Ladies’ Reading Club (Houston)

By: Betty Trapp Chapman

Type: General Entry

Published: February 20, 2017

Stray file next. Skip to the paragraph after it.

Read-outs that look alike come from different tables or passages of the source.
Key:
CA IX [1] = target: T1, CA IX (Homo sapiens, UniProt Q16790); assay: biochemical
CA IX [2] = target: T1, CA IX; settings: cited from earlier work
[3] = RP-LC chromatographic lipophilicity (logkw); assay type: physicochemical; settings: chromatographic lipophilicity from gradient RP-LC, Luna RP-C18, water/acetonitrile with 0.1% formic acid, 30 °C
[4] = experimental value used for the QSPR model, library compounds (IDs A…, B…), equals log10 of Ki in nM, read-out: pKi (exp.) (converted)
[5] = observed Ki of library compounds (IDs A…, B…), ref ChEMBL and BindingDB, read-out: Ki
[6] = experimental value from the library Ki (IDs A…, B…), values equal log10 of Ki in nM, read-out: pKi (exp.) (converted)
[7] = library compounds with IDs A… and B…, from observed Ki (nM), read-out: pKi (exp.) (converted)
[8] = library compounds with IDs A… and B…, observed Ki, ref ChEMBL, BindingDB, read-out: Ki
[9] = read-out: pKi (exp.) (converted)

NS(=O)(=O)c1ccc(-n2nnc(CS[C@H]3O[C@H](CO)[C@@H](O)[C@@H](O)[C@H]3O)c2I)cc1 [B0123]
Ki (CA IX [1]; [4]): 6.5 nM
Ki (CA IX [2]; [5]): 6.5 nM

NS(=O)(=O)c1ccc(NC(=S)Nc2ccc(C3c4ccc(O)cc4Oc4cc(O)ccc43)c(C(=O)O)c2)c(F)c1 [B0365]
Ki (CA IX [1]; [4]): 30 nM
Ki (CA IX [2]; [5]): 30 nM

On February 26, 1885, nine women gathered in the Houston home of Mary Jane Harris Briscoe to seek “intellectual and social culture.” They formed a club, which they named Ladies’ History Class. By early April 1885, having expanded to about thirty-five members, they changed the name to Ladies’ Reading Club and drafted a constitution. The members’ primary purpose was to expand their knowledge of art, science, literature, and history, and, after devoting their first few weeks of study on the topic of Egypt, “it was determined to so divide the time that one week each month, in regular rotation, should be devoted to the discussion of subjects included under the general heads of Art, Science, Literature, and History.” Members were assigned topics for papers they prepared and presented. Because there was no public library in Houston to provide reading materials for their research, the club began acquiring their own library by purchasing books and subscribing to periodicals. Members could check out the club’s books for a small fee that was then used to purchase additional materials for their library. By 1895 the club’s library contained 148 books and several volumes of bound magazines.